What makes Americans so worked up about health care change? Statements such as “don’t touch my Medicare” or “everyone needs to have access to state of the fine art health care no matter cost” are in my judgment uninformed and visceral reactions that indicate a poor comprehension of our health attention system’s history, its current and future resources and the funding challenges that America faces going forwards. While we all question how the health treatment system has reached what some make reference to as a crisis stage. Let’s try to take some of the emotion out of the debate by in brief examining how healthcare in this country emerged and exactly how that has formed our thinking and culture about health care. With that as a foundation discussing look at the positives and negatives of the Obama operations medical reform proposals and let’s look at the concepts put forth by the Republicans? Senior Home Care kl
Access to cutting edge health care services is something we can all agree would be a positive thing for this country. Experiencing a critical illness is one of life’s major challenges also to face it without the way to pay for it is absolutely frightening. But as we shall see, after we know the facts, we will discover that reaching this goal will not be easy without our individual contributions.
These are the designs I will touch to try to make some sense out of what is happening to American health care and things we can personally decide to use make things better.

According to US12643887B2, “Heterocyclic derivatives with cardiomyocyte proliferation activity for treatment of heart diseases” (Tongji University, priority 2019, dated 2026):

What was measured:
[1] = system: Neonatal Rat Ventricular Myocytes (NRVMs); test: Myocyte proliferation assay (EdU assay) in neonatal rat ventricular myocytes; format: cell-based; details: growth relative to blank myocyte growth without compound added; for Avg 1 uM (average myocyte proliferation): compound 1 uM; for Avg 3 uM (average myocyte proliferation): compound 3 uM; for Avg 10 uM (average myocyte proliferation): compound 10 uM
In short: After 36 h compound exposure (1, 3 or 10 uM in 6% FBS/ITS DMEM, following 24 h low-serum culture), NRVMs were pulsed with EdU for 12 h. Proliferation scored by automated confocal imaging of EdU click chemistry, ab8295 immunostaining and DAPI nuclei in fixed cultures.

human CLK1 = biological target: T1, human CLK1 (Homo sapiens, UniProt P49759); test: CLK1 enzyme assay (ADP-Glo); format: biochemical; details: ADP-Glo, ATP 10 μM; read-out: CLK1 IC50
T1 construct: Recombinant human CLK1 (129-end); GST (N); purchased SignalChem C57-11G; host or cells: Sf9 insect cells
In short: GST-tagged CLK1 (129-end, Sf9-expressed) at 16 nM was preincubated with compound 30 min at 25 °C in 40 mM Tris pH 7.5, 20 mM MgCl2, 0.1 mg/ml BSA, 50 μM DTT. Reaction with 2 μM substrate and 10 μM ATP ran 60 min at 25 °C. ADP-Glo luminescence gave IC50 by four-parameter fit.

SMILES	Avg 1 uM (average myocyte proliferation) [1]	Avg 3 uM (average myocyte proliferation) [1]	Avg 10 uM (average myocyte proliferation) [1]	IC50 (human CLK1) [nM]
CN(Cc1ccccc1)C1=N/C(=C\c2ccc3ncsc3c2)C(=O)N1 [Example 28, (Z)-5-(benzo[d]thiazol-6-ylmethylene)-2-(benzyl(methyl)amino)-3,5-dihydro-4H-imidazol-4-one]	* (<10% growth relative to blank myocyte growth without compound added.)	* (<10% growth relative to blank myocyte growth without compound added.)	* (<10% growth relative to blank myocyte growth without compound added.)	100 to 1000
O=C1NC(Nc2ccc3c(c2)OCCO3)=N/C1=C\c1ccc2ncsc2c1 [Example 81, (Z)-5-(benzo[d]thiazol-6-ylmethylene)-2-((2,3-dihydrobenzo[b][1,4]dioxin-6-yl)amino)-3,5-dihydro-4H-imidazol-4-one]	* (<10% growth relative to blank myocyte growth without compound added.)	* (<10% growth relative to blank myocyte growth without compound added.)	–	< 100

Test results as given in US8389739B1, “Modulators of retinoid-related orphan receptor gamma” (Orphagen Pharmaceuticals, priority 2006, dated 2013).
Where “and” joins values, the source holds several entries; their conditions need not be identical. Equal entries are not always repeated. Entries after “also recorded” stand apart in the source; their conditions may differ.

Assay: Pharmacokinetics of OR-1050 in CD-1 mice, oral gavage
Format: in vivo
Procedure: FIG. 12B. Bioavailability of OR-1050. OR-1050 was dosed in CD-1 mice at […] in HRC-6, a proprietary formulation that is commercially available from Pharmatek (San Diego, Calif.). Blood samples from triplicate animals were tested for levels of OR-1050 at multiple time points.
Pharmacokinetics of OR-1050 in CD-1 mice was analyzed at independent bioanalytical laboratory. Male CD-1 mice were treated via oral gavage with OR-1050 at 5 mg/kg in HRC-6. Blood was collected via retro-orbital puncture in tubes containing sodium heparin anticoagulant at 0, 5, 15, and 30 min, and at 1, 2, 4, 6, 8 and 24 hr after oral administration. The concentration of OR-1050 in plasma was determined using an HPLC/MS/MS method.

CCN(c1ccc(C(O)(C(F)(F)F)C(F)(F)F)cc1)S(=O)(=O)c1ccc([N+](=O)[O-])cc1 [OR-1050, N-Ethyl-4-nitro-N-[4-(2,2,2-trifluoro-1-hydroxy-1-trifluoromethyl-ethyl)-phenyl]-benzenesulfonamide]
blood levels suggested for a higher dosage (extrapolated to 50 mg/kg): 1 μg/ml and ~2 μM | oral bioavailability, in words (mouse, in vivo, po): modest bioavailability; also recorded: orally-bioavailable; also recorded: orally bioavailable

A newly released history of American health care – what has driven the expense so high?
Key elements of the Obama health care plan
The Republican view of health care – free market competition
Universal gain access to state of the art health care – a worthy goal but is not easy to achieve
what do we do?
1st, let’s get a little historical perspective on North american health care. This is not can be an exhausted look into that history but it will provide us with an appreciation of how the care system and our expectations for it developed. What forced costs higher and higher?
To begin with, let’s turn to the American civil conflict. In that war, old tactics and the conflit inflicted by modern weaponry of the era merged to cause ghastly results. Not generally known is that almost all of the fatalities on both sides of that war were not the result of genuine combat but to what happened after a battlefield wound was inflicted. To get started with, evacuation of the wounded moved at a snail’s pace which caused severe delays for the wounded. Secondly, many wounds were subjected to wound care, related surgical treatments and/or amputations of the damaged limbs and this often triggered the starting point of massive infection. And so you might survive a battle wound only to die as a consequence of medical care providers who although well-intentioned, their interventions were often quite lethal. High death tolls can be ascribed to every day sicknesses and diseases in a time when no antibiotics existed. In total something similar to 600, 000 fatalities occurred from all triggers, over 2% of the U. S. population at the time!
Let’s by pass to the first fifty percent of the 20th 100 years for a few additional perspective also to lead all of us up to more modern times. After the city war there was steady advancements in American medicine in both the understanding and treatment of certain diseases, new surgical techniques and physician education and training. But for the most part the best that doctors could offer their patients was obviously a “wait and see” way. Medicine could handle bone fractures and increasingly look at risky surgeries (now typically performed in sterile surgery environments) but medicines weren’t yet available to manage serious illnesses. The bulk of deaths remained the result of untreatable conditions such as tuberculosis, pneumonia, scarlet fever and measles and/or related complications. General practitioners were increasingly aware of heart and vascular conditions, and cancer nonetheless they experienced almost nothing which to treat these conditions.